Every year over 1,500,000 new diagnoses of cancer are made in the U.S. In most cases, this condition can have a significant impact on the individuals’ survival and quality of life. Cachexia, a complex metabolic syndrome associated with underlying illness, is common in patients with cancer. Many cancer patients have diminished appetite, food intake and insulin sensitivity which contribute to a decrease in functional performance, takes a heavy toll on patients’ quality of life and is associated with poor survival.

In cancer patients, caachexia is generally characterized by diminished appetite and food intake in cancer patients, and defined as an involuntary weight loss of at least 5% of the pre-illness body weight over the previous 6 months.

Despite the significant burden that cachexia and other cancer-related symptoms such as anorexia and poor functional status represent to cancer patients, these symptoms often remain undiagnosed and untreated. There are currently no approved treatments for cancer-related cachexia and off-label treatments used for this condition such as appetite stimulants (e.g., megestrol acetate) are largely ineffective and are associated with potentially serious side effects (i.e., adrenal insufficiency, hypogonadism, deep venous thrombosis, etc).

Ongoing research
Earlier today, the U.S. Food and Drug Administration (FDA) granted Jose M. Garcia, MD, PhD, Assistant Professor, Division of Diabetes Endocrinology and Metabolism, Departments of Medicine and Molecular and Cell Biology, Baylor College of Medicine and Michael I. DeBakey Veterans Administration Medical Center, in Houston Texas, an Investigational New Drug (IND) approval for the initiation of a Phase IIA trial to assess the safety and efficacy of repeated doses of the ghrelin agonist, AEZS-130 (macimorelin/Solorel; AEterna Zentaris Inc), in patients with cancer cachexia.

The Phase IIA trial is designed to include in 18 to 26 patients with cancer-cachexia and will be conducted under a cooperative research and development agreement (CRADA) with the Michael I. DeBakey Veterans Administration Medical Center which will be funding the study. The drug candidate AEZS-130 will be provided by Aeterna Zentaris, a late-stage oncology drug development company.

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The study will involve 3 sequential groups receiving differing doses of AEZS-130. Each dose group will have 6 patients who will receive AEZS-130 and 2 patients who will receive placebo. After analysis of safety and efficacy at each dose level vs. placebo, a decision will be taken either to decrease or increase the dose. If there are major safety issues, the study will be stopped. For this study, adequate efficacy will be defined as a ?0.8 kg of body weight gain or a ?50 ng/mL increase in plasma IGF-1 levels. The primary objective of the study is to evaluate the safety and efficacy of repeated oral administration of AEZS-130 at different doses daily for 1 week in view of developing a treatment for cachexia. Among the parameters recorded to assess efficacy during the study are a change of body weight, change of IGF-1 plasma levels, and change of quality of life score (Anderson Symptom Assessment Scale, FACIT-F). Other secondary objectives will include food intake, change of appetite, muscle strength and energy expenditure.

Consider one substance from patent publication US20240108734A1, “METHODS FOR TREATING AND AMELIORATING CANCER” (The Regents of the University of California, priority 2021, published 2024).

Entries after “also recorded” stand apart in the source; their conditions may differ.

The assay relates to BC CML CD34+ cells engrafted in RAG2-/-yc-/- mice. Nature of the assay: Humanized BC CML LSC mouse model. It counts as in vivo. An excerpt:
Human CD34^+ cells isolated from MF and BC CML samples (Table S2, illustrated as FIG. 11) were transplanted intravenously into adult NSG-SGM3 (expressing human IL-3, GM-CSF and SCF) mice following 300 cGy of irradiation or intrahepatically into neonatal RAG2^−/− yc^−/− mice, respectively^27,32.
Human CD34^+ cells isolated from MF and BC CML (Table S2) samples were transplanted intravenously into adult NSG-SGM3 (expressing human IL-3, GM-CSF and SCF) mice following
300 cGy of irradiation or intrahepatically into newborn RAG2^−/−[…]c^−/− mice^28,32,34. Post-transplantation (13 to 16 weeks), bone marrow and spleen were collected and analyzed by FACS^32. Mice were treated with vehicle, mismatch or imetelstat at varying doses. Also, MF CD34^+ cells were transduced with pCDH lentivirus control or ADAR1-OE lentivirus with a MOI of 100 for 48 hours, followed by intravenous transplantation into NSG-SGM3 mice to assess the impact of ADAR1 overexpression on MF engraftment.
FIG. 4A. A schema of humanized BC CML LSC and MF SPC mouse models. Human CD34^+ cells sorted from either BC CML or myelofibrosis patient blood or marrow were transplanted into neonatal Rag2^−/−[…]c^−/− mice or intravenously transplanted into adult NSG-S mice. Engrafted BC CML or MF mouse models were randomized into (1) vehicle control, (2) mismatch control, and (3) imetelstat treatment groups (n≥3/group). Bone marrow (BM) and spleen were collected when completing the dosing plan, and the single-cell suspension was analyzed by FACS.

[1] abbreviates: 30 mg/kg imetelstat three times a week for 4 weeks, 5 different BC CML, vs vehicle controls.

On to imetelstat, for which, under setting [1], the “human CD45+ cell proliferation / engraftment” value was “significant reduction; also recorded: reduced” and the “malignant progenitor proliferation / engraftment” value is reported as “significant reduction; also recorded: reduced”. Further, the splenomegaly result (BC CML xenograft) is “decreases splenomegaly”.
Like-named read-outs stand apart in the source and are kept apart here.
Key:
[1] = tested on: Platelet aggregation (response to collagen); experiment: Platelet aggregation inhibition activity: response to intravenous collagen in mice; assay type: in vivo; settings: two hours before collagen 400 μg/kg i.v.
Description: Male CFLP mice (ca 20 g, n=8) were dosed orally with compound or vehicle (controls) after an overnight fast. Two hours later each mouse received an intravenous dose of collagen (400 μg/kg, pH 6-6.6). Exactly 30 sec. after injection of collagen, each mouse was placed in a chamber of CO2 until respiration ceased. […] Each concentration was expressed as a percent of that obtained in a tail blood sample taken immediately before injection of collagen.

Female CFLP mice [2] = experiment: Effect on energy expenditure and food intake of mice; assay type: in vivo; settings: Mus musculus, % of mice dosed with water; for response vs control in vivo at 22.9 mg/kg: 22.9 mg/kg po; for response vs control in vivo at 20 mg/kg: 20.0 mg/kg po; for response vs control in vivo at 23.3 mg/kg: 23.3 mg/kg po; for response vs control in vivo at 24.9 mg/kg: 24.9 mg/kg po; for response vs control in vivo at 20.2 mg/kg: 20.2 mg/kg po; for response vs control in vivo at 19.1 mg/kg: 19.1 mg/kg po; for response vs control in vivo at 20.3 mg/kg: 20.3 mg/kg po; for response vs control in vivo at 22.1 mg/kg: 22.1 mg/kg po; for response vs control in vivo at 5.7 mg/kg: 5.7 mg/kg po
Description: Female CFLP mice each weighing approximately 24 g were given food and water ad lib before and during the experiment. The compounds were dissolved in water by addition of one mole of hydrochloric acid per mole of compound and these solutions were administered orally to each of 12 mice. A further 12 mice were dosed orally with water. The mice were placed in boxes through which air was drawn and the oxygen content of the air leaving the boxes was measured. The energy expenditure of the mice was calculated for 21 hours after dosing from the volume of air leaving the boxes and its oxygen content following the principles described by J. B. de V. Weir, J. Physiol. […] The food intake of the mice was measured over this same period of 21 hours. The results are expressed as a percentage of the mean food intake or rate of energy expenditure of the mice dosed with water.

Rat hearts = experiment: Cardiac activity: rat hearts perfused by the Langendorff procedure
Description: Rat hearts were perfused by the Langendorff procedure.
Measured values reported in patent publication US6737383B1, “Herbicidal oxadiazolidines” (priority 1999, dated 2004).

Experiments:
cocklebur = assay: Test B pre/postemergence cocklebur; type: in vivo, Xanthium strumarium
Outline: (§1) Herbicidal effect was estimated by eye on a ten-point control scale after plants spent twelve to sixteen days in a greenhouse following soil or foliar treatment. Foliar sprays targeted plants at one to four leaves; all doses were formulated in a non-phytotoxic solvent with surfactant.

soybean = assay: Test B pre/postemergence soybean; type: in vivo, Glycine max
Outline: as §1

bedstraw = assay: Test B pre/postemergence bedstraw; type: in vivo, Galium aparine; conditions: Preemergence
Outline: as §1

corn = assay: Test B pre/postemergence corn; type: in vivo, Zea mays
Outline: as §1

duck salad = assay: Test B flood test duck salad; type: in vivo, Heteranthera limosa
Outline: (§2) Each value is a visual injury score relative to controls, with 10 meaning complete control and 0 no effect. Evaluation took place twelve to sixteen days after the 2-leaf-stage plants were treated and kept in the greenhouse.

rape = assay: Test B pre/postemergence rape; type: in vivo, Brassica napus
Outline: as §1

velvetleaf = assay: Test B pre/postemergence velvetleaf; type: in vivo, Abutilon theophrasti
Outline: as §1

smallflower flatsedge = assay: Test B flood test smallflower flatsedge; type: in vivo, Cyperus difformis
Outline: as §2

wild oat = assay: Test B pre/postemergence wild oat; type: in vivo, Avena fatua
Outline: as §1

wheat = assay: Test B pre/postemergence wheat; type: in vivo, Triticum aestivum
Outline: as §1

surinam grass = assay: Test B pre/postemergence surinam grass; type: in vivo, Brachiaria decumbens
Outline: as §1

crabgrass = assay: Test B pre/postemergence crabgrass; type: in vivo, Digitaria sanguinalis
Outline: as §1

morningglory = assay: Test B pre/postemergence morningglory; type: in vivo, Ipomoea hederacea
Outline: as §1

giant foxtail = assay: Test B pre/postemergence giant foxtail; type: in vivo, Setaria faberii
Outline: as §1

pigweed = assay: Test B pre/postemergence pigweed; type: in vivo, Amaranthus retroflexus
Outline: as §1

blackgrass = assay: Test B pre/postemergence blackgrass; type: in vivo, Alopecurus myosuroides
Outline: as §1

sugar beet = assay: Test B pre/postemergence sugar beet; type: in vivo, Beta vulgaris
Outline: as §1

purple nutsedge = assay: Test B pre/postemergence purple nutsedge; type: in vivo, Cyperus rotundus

Devastating complications
Jose M. Garcia, MD, PhD, the principal investigator noted that, “Weight loss and decreased appetite (cachexia and anorexia) are devastating complications of cancer. However, treatments for this condition are lacking. Ghrelin agonists have the potential of benefiting these patients by virtue of their anabolic and appetite-stimulating properties. The current proposal will explore the safety and efficacy of the novel ghrelin agonist, AEZS-130, in this setting. If effective, this could allow subjects to receive more effective doses of chemotherapy and to have a better functional status. The results generated by the proposed experiments will set the bases for future trials in this and other wasting conditions that also are very prevalent including chronic obstructive pulmonary disease (COPD), renal failure or chronic heart failure (CHF)-induced cachexia.”

Growth hormone secretion
AEZS-130, a ghrelin agonist, is a novel orally active small molecule that stimulates the secretion of growth hormone. It can be used in both endocrinology and in oncology indications. In endocrinology, the Company has completed a Phase III trial for use as a simple oral diagnostic test for adult growth hormone deficiency (AGHD). The drug candidate works by stimulating a patient’s growth hormone secretion, which normally only occurs during sleep, after which a healthcare provider will measure how well the body responds to that stimulation based on the patient’s growth hormone levels over a period of time. Low growth hormone levels, despite giving an effective stimulating agent, confirm a diagnosis of AGHD. The drug has been granted orphan-drug designation by the FDA for use as a diagnostic test for growth hormone deficiency. Because ghrelin agonists have been shown to stimulate food intake and increase body weight in rats and mice, AEZS-130 could lead to better quality of life for patients with cancer induced cachexia. Ghrelin agonists have been in clinical trials for over a decade and have demonstrated good safety and efficacy profiles.

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